Andrew Cuomo

Cuomo supports e-bike legalization, gig worker protections

Net neutrality and an investment in Syracuse tech sector also mentioned in the governor’s 2021 budget address.

Governor Cuomo presented his fiscal year 2021 budget on Tuesday.

Governor Cuomo presented his fiscal year 2021 budget on Tuesday. Darren McGee/Office of Governor M. Cuomo

Advocates for legalizing e-bikes and e-scooters in New York ended 2019 on a sour note, when Gov. Andrew Cuomo vetoed a popular bill that would do just that. But on Tuesday those advocates got confirmation from the governor that their efforts may succeed in the new year.

Cuomo detailed a proposal to legalize e-bikes and e-scooters during his budget address Tuesday, one of several tech-related proposals included in his fiscal year 2021 budget that signal a willingness to adapt New York’s rules and regulations as technology transforms the streets, workforce and more. In addition to promising to legalize e-bikes, Cuomo also proposed a state task force to study the issue of classifying gig workers as employees – a debate that is ramping up across the country.

The governor’s e-bikes proposal would allow localities to choose on their own how to regulate the increasingly popular devices – which is essentially what the vetoed bill sponsored by state Sen. Jessica Ramos and Assemblywoman Nily Rozic that passed by a wide margin last session would have done. When vetoing Ramos and Rozic’s bill late last year, Cuomo said he supported the idea of legalizing e-bikes, but called for safety measures including a helmet requirement and mandatory front and rear lights. NY1 reported last week that Cuomo reached an agreement with advocates to legalize e-bikes and e-scooters, with the stipulation that helmets would be required for e-bikes that travel over 25 mph.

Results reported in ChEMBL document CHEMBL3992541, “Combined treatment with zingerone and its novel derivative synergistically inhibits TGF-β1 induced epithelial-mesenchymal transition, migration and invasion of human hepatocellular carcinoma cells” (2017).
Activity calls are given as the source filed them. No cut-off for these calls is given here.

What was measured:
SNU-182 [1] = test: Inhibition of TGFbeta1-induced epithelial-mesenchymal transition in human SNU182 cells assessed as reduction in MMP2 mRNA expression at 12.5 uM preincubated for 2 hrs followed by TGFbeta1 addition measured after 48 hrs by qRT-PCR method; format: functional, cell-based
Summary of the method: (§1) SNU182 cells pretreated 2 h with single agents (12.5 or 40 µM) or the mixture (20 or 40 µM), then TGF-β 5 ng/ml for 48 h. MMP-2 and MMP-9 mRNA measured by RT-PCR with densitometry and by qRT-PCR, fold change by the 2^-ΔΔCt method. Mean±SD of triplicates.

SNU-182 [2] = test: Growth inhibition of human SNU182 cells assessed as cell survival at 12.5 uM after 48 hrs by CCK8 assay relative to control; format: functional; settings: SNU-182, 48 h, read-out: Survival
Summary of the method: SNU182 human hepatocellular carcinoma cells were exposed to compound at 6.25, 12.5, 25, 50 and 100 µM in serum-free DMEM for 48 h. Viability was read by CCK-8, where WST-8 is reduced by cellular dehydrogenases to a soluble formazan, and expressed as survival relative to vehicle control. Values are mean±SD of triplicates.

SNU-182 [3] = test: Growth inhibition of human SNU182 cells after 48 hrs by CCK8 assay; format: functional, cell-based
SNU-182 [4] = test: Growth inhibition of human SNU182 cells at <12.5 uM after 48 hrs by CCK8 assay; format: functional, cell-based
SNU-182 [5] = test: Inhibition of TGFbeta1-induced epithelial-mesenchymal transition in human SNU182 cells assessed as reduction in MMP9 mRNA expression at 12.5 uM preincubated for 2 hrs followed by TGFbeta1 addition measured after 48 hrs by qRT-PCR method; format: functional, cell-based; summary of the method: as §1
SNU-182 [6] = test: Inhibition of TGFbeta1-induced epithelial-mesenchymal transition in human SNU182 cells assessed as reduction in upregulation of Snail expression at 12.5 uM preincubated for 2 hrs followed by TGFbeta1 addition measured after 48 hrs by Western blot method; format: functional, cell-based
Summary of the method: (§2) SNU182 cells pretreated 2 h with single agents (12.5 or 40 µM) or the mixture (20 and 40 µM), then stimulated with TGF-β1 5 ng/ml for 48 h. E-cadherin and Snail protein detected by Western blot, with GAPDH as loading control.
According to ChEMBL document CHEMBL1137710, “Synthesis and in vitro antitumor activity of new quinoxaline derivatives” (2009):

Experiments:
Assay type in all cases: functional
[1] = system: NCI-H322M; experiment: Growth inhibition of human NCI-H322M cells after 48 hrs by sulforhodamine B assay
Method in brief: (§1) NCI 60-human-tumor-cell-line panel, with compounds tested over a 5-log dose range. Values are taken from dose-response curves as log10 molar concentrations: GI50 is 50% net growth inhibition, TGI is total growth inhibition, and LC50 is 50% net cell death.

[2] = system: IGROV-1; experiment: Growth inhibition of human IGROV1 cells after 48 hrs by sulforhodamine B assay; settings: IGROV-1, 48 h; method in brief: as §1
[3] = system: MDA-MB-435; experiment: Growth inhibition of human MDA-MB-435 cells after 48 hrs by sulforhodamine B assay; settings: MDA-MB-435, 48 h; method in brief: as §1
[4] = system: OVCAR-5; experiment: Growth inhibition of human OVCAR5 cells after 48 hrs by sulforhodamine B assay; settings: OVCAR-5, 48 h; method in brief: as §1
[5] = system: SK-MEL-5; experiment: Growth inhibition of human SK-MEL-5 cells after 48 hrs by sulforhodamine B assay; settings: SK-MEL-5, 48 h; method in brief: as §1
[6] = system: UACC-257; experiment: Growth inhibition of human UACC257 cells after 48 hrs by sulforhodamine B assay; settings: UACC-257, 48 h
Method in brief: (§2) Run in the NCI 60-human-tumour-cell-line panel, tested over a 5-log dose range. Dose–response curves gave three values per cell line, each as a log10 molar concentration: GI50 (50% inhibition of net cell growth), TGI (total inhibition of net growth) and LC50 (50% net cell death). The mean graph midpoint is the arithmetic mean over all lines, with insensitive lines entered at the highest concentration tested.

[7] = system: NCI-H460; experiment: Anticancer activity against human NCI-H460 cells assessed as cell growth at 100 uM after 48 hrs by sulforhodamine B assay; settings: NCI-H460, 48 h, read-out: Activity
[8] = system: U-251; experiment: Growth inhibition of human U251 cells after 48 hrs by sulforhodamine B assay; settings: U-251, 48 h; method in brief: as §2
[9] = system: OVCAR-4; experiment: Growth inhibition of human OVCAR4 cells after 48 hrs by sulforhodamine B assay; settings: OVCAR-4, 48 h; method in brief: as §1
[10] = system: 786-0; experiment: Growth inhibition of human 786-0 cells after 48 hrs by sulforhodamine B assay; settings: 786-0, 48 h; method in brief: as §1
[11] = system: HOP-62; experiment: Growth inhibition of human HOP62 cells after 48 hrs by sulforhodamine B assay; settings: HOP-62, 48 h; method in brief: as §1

Cuomo did not address any details about how legalization would work in his speech, or whether other safety requirements would be included. But a statement released by Rozic on Tuesday afternoon said that legalization will include that helmet requirement for e-bikes over 25 mph, as well as a helmet requirement for 16 to 18-year-olds riding e-scooters. Penalties for driving while intoxicated would also be enforced in the event of a collision. Representatives for Cuomo did not respond to a request for comment about those or any other provisions.

Supporters of legalization hailed the issue’s inclusion in the budget as a victory. “Although the governor had the opportunity to legalize e-bikes and e-scooters much earlier, his agreement with the advocates is a clear win for workers across New York and for the future of sustainable mobility,” Ramos said in an emailed statement on Tuesday, emphasizing the argument that legalization would have an outsized impact on delivery workers for whom an e-bike is often a job requirement.

Ramos wasn’t alone in expressing regret that e-bikes and e-scooters weren’t passed as legislation. “I think it goes without saying that it probably should have been passed as legislation that was introduced by Assemblymember Rozic and Sen. Ramos earlier last year, and not as an obscure line item in the budget,” said Emil Skandul, technologist and founder of the digital innovation firm, Capitol Foundry. “It certainly creates a lot more transparency to introduce it as legislation. But regardless, this is a win for alternative transportation advocates and for New Yorkers.”